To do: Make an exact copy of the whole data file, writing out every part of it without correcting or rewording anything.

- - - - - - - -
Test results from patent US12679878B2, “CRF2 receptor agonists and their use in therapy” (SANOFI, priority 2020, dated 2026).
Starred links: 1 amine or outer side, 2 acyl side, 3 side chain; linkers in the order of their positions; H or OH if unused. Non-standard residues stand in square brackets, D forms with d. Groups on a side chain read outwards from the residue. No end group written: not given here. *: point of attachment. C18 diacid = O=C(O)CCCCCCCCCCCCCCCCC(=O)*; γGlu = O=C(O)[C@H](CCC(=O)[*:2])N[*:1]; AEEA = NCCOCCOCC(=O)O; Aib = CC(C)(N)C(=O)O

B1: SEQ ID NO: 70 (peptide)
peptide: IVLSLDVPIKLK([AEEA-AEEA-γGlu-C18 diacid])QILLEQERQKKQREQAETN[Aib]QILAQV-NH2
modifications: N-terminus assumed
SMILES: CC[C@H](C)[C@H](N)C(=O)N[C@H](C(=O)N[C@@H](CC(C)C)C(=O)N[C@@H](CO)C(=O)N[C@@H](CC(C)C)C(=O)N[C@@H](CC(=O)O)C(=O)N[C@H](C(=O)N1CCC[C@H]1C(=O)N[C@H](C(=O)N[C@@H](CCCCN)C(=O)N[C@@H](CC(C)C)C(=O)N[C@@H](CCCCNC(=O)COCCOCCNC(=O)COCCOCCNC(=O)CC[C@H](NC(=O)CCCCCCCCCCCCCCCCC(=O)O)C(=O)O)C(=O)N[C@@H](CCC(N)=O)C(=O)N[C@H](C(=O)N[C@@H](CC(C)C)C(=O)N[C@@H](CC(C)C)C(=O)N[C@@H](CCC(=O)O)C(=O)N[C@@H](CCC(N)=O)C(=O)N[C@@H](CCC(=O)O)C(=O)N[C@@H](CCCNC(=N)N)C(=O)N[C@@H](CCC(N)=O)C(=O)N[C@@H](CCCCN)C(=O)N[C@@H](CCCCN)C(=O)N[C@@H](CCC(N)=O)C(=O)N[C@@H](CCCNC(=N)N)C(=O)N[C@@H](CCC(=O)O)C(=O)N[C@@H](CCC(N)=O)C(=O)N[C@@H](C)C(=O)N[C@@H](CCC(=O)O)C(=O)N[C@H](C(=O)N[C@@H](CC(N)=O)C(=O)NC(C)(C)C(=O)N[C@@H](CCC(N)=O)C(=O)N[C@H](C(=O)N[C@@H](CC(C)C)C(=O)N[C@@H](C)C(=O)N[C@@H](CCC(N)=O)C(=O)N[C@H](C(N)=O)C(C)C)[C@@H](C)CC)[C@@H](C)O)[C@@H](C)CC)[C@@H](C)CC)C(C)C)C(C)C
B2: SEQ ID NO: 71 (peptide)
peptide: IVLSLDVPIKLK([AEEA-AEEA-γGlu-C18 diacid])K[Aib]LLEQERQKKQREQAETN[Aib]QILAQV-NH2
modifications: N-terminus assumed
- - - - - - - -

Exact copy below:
Test results from patent US12679878B2, “CRF2 receptor agonists and their use in therapy” (SANOFI, priority 2020, dated 2026).
Starred links: 1 amine or outer side, 2 acyl side, 3 side chain; linkers in the order of their positions; H or OH if unused. Non-standard residues stand in square brackets, D forms with d. Groups on a side chain read outwards from the residue. No end group written: not given here. *: point of attachment. C18 diacid = O=C(O)CCCCCCCCCCCCCCCCC(=O)*; γGlu = O=C(O)[C@H](CCC(=O)[*:2])N[*:1]; AEEA = NCCOCCOCC(=O)O; Aib = CC(C)(N)C(=O)O

B1: SEQ ID NO: 70 (peptide)
peptide: IVLSLDVPIKLK([AEEA-AEEA-γGlu-C18 diacid])QILLEQERQKKQREQAETN[Aib]QILAQV-NH2
modifications: N-terminus assumed
SMILES: CC[C@H](C)[C@H](N)C(=O)N[C@H](C(=O)N[C@@H](CC(C)C)C(=O)N[C@@H](CO)C(=O)N[C@@H](CC(C)C)C(=O)N[C@@H](CC(=O)O)C(=O)N[C@H](C(=O)N1CCC[C@H]1C(=O)N[C@H](C(=O)N[C@@H](CCCCN)C(=O)N[C@@H](CC(C)C)C(=O)N[C@@H](CCCCNC(=O)COCCOCCNC(=O)COCCOCCNC(=O)CC[C@H](NC(=O)CCCCCCCCCCCCCCCCC(=O)O)C(=O)O)C(=O)N[C@@H](CCC(N)=O)C(=O)N[C@H](C(=O)N[C@@H](CC(C)C)C(=O)N[C@@H](CC(C)C)C(=O)N[C@@H](CCC(=O)O)C(=O)N[C@@H](CCC(N)=O)C(=O)N[C@@H](CCC(=O)O)C(=O)N[C@@H](CCCNC(=N)N)C(=O)N[C@@H](CCC(N)=O)C(=O)N[C@@H](CCCCN)C(=O)N[C@@H](CCCCN)C(=O)N[C@@H](CCC(N)=O)C(=O)N[C@@H](CCCNC(=N)N)C(=O)N[C@@H](CCC(=O)O)C(=O)N[C@@H](CCC(N)=O)C(=O)N[C@@H](C)C(=O)N[C@@H](CCC(=O)O)C(=O)N[C@H](C(=O)N[C@@H](CC(N)=O)C(=O)NC(C)(C)C(=O)N[C@@H](CCC(N)=O)C(=O)N[C@H](C(=O)N[C@@H](CC(C)C)C(=O)N[C@@H](C)C(=O)N[C@@H](CCC(N)=O)C(=O)N[C@H](C(N)=O)C(C)C)[C@@H](C)CC)[C@@H](C)O)[C@@H](C)CC)[C@@H](C)CC)C(C)C)C(C)C
B2: SEQ ID NO: 71 (peptide)
peptide: IVLSLDVPIKLK([AEEA-AEEA-γGlu-C18 diacid])K[Aib]LLEQERQKKQREQAETN[Aib]QILAQV-NH2
modifications: N-terminus assumed